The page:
Barnard Elementary Principal Melanie Morey shows several of her students the new book vending machine the school had installed March 22.

Barnard Elementary Principal Melanie Morey shows several of her students the new book vending machine the school had installed March 22.

Photo provided by Patrice Rowbal

Barnard Elementary gets new ‘book vending machine’

By: Brendan Losinski | Troy Times | Published April 8, 2023


TROY — On March 22, Barnard Elementary School became home to an unusual vending machine: one that dispenses books.

The school hosted a special ribbon cutting to celebrate the installation of the Troy School District’s first book vending machine. Much like a traditional vending machine that dispenses snacks or beverages, the book vending machine allows students to select a book that is then dropped into a drawer where it can be retrieved.

Barnard Principal Melanie Morey said that the goal was to not only provide more literacy opportunities to students, but to also help them grow their collection of physical books when it is often easier to get access to literature through e-readers.

“I think there are many ways for kids to have access to nonprint books, like tablets,” she said. “We want to make sure they have access to physical books as well. Many families have home libraries, and we wanted our students to be able to add to them. We also believe in providing a variety of books so children have choices and can enjoy a variety of genres.”

The vending machine was entirely paid for by the parent-teacher organization at a cost of $6,500, with an additional cost of a year’s worth of books, which was $2,500. The cost of adding new books will be included in the PTO’s yearly line item budget to replace those selected by the students each year.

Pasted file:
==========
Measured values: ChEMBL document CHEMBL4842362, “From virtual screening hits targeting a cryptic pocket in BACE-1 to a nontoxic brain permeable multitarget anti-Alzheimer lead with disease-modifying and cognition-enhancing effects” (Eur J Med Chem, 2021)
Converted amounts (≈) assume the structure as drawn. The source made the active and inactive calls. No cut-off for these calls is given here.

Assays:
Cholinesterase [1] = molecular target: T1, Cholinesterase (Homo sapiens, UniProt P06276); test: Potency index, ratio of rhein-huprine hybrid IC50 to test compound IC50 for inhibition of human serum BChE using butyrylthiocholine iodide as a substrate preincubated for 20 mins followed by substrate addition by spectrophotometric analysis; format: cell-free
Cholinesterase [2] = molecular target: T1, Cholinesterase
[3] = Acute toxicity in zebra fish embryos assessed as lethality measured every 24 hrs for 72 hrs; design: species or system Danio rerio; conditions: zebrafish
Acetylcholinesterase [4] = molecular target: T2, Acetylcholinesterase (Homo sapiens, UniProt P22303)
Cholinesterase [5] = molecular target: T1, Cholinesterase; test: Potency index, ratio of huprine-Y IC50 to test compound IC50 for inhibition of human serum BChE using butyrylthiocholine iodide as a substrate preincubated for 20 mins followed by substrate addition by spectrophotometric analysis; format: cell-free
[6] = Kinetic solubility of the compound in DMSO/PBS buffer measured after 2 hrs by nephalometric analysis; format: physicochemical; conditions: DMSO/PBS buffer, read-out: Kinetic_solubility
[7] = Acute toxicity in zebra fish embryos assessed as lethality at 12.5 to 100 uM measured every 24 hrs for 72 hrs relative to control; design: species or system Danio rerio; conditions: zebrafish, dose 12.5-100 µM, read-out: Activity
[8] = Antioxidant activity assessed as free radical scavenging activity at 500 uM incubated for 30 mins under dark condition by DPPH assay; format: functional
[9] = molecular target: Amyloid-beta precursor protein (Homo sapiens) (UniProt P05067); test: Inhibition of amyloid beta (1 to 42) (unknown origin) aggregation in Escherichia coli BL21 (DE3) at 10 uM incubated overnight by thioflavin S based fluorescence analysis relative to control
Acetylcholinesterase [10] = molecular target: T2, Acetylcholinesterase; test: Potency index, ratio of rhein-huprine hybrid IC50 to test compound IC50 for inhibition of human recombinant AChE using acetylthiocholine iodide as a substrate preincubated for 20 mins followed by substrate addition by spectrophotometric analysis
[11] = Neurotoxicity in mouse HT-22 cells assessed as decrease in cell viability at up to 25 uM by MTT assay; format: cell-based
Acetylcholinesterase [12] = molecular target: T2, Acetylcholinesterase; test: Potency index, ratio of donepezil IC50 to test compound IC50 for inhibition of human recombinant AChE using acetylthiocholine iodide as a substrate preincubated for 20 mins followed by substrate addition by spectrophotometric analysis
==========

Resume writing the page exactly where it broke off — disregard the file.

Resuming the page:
Barnard’s reading specialists brought this idea up as a potential addition to the school prior to COVID. This year, the school’s PTO was looking for some new capital projects to invest in the school long term and thought this would make a great addition to encourage literacy and love of reading within the school. This is the first of its kind in the entire Troy School District.

“We were thrilled to finally receive the machine this month and be able to install and dedicate it appropriately during March is Reading Month,” said PTO President Brian Smiatacz.

“Typically, the PTO provides resources above and beyond our budget, extra toys for the playground or murals to highlight our core values, for instance,” added Morey. “This time, we met with our literacy team, and we agreed to do something creative by purchasing this book vending machine.”

The PTO purchased 500 books to stock the machine. On students’ birthdays — or half-birthday, if it lands during the summer months — they will get to visit Morey to receive a special Barnard Book Coin. They will then take the coin to the machine and pick out a book of their choice. There are reading-level books for all grade levels within the machine.

“It doesn’t take money. It takes a special coin,” Morey explained. “The students go to the vending machine after getting the coin from the front office, and they choose a book.”

Despite the machine arriving too late in this school year to celebrate everyone’s birthday, all kids still will get to use the machine before summer break. The PTO funded the purchase of 500 books that will be used at some point before school is out, and each student will get a coin and will have the opportunity to use it in the machine for a book of their choice.

“For this school year, we are making sure every student receives a book,” said Morey. “We’re starting the birthday thing next year. It’s the only way to ensure every student gets a book each year. … At this point, they can only get a book out on that special day.”

Morey wanted to thank everyone who made the acquisition of the new book vending machine possible. She stressed how it will be a great addition to the lives of students at Barnard.

“We are so grateful to the partnership we have with parents, represented through our PTO,” she remarked. “The resources they provide are going right back into the building and into the hands of children.”